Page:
Underarm shields to protect clothing from perspiration stains were sold in every dime store and department store before the1960s when antiperspirants became must-haves. Shields still can be purchased, but you may have to hunt for them. If antiperspirants don't work well for you, disposable pads are easy to make by altering other products.
How to Make Underarm Shields
Things You'll Need
Thin menstrual pad or panty liners
Super-absorbent cloth or towel
A garment shield for the underarm must be absorbent, stick to the clothing and be comfortable to the skin. Feminine products meet those requirements. A panty liner can be used as is or trimmed on the ends to fit. The sticky strip adheres to the underarm of the clothing. Small and easy to carry, the liners can be replaced throughout the day.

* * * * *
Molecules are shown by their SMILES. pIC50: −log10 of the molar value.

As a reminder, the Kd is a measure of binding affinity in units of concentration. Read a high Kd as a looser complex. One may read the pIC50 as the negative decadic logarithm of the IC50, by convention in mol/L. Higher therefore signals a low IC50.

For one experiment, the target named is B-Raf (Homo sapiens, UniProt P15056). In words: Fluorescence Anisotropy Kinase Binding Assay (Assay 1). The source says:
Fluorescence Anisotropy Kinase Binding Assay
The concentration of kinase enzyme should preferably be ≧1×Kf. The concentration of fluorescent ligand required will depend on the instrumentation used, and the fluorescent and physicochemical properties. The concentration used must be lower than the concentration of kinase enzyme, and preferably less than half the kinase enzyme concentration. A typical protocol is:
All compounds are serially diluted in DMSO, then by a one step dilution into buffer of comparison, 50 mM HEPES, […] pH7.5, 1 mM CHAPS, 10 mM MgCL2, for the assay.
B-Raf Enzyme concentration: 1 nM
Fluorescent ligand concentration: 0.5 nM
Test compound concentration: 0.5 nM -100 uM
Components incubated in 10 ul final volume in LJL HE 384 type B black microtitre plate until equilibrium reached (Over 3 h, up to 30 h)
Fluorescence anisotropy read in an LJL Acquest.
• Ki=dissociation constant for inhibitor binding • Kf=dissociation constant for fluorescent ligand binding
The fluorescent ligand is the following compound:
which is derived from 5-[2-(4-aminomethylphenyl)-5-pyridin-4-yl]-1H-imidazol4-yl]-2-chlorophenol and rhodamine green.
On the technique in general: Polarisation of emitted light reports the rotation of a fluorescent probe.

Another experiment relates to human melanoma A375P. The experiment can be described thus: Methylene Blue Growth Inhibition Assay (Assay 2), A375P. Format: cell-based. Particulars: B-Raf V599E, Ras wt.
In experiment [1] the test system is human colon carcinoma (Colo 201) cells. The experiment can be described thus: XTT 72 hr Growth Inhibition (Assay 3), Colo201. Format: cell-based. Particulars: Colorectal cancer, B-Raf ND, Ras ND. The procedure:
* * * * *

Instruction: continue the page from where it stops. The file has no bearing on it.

For heavy perspiration, use a sanitary pad with maximum absorbency. The pads come in different lengths, so choose a shorter version or trim the edges off. Position the pad while you are wearing the top or shirt to ensure a comfortable fit and to make sure the pad isn't making a bump in the clothing. Attach the adhesive strip to your shirt; the soft side will be against your skin.
For a custom fit, buy inexpensive baby or adult diapers in a dollar store and cut out a shape. First experiment with a couple of paper shapes and sizes. Use a bowl to make a circle or draw an oval. When you find the best fit, make a template out of cardboard. Cut the shape out of the absorbent parts of the diaper. Use double-faced tape to adhere the pad to your clothing.
As a temporary measure while you are driving to an appointment, especially when nerves or heat are factors, tuck in a washcloth or a thick paper towel. Remove when you get to your destination, and your clothes will be fresh.